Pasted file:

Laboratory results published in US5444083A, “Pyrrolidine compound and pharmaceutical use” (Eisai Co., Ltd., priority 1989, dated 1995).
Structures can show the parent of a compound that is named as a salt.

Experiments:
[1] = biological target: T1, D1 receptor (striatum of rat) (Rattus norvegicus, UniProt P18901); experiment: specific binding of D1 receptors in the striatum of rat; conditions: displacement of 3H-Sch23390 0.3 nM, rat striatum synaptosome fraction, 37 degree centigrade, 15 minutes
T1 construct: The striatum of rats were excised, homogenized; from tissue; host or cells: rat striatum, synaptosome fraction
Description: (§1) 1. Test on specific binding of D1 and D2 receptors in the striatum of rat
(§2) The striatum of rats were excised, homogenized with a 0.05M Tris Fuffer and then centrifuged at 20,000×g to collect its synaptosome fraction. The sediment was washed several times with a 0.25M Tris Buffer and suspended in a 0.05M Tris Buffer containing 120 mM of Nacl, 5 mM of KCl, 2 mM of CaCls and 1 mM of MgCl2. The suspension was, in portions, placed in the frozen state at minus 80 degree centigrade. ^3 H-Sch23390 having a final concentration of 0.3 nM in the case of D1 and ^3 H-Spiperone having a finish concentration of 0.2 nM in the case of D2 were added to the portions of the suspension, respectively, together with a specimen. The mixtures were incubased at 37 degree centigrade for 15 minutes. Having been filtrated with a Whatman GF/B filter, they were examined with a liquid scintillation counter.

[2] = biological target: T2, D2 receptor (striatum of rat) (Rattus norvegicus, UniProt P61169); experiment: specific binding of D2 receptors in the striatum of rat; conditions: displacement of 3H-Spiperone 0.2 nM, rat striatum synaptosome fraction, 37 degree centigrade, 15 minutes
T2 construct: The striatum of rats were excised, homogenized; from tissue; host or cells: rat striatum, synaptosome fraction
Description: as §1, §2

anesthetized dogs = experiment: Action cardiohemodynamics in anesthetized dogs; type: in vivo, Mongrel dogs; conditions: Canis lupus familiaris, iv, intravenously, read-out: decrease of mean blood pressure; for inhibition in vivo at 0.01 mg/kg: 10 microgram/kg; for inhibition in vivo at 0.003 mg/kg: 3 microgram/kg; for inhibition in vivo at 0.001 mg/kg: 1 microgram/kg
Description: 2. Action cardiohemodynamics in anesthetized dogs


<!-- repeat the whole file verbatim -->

Laboratory results published in US5444083A, “Pyrrolidine compound and pharmaceutical use” (Eisai Co., Ltd., priority 1989, dated 1995).
Structures can show the parent of a compound that is named as a salt.

Experiments:
[1] = biological target: T1, D1 receptor (striatum of rat) (Rattus norvegicus, UniProt P18901); experiment: specific binding of D1 receptors in the striatum of rat; conditions: displacement of 3H-Sch23390 0.3 nM, rat striatum synaptosome fraction, 37 degree centigrade, 15 minutes
T1 construct: The striatum of rats were excised, homogenized; from tissue; host or cells: rat striatum, synaptosome fraction
Description: (§1) 1. Test on specific binding of D1 and D2 receptors in the striatum of rat
(§2) The striatum of rats were excised, homogenized with a 0.05M Tris Fuffer and then centrifuged at 20,000×g to collect its synaptosome fraction. The sediment was washed several times with a 0.25M Tris Buffer and suspended in a 0.05M Tris Buffer containing 120 mM of Nacl, 5 mM of KCl, 2 mM of CaCls and 1 mM of MgCl2. The suspension was, in portions, placed in the frozen state at minus 80 degree centigrade. ^3 H-Sch23390 having a final concentration of 0.3 nM in the case of D1 and ^3 H-Spiperone having a finish concentration of 0.2 nM in the case of D2 were added to the portions of the suspension, respectively, together with a specimen. The mixtures were incubased at 37 degree centigrade for 15 minutes. Having been filtrated with a Whatman GF/B filter, they were examined with a liquid scintillation counter.

[2] = biological target: T2, D2 receptor (striatum of rat) (Rattus norvegicus, UniProt P61169); experiment: specific binding of D2 receptors in the striatum of rat; conditions: displacement of 3H-Spiperone 0.2 nM, rat striatum synaptosome fraction, 37 degree centigrade, 15 minutes
T2 construct: The striatum of rats were excised, homogenized; from tissue; host or cells: rat striatum, synaptosome fraction
Description: as §1, §2

anesthetized dogs = experiment: Action cardiohemodynamics in anesthetized dogs; type: in vivo, Mongrel dogs; conditions: Canis lupus familiaris, iv, intravenously, read-out: decrease of mean blood pressure; for inhibition in vivo at 0.01 mg/kg: 10 microgram/kg; for inhibition in vivo at 0.003 mg/kg: 3 microgram/kg; for inhibition in vivo at 0.001 mg/kg: 1 microgram/kg
Description: 2. Action cardiohemodynamics in anesthetized dogs